Months after signing pledges to apply to college, Roosevelt High School’s senior class gathered Friday to share good news with their classmates at the school’s first annual college signing day.

“College can be for anyone,” senior Kaela King told her classmates after announcing she would attend SUNY Old Westbury. “You don’t have to work for minimum wage.”

Graduating students came up to the microphone in the auditorium one by one and announced their school of choice and intended major as 11th and 12th grade students cheered. Each student who participated signed a class banner and received a certificate.

The event was part of Michelle Obama’s Reach Higher Initiative, which seeks to inspire students to continue their education after graduating high school.

Not all students had made a decision yet, but about 100 announced plans to attend a variety of colleges, including the University of Albany, New York Institute of Technology, Penn State and Howard University.

Hannah Toussaint said she was planning to attend the University of Bridgeport in the fall and major in health sciences. She will be the first member of her family to attend college out of state, she said.

“I’m excited because I’ve always wanted to live in a dorm and have the college experience,” she said, adding that she had received a scholarship. “When you’re able to tell your classmates, it makes everyone feel better. Now they see you’re going and heading to bigger and better things.”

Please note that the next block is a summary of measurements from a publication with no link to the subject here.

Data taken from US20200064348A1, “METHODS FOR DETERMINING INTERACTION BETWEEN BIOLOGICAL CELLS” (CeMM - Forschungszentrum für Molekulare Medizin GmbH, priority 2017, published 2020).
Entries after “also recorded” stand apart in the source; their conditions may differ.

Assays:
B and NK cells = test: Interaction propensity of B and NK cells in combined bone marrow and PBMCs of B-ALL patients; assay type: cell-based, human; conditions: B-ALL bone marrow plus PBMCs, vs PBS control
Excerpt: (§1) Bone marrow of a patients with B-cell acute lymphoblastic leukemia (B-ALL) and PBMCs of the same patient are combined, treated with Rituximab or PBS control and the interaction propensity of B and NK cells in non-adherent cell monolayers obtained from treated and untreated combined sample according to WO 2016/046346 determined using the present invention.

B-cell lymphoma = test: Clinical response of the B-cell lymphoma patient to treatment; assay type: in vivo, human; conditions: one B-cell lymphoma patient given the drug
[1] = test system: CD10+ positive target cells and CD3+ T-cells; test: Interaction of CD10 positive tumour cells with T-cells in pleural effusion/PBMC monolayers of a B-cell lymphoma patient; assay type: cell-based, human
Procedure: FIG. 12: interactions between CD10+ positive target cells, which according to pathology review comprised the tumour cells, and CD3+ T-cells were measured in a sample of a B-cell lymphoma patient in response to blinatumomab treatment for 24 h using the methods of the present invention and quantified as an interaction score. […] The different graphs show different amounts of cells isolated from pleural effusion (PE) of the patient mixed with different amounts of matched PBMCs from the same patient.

Many of the students wore T-shirts and sweatshirts from their colleges-to-be and school staff waited to greet them in apparel from their own alma maters.

Sarina Murray, a senior, proudly wore her sweatshirt from Lincoln University, a historically black college in Pennsylvania.

“It was a good feeling showing off my pride and helping others see where they wanna go in the fall,” she said, adding that she planned to major in biology.

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Murray’s friend, Amani Myers, will also be attending a historically black college, Virginia Union University in Richmond, Virginia, majoring in business management.

“I got to show off my accomplishments,” Myers said. “I’m proud of where I’m going.”

Interim Superintendent Marnie Hazelton said that while she was happy to see the seniors moving on, Roosevelt would always welcome them back with open arms.

“We are proud of you and we support you. We know you are going to go onto great things,” she told the students. “And we are here with you until the end.”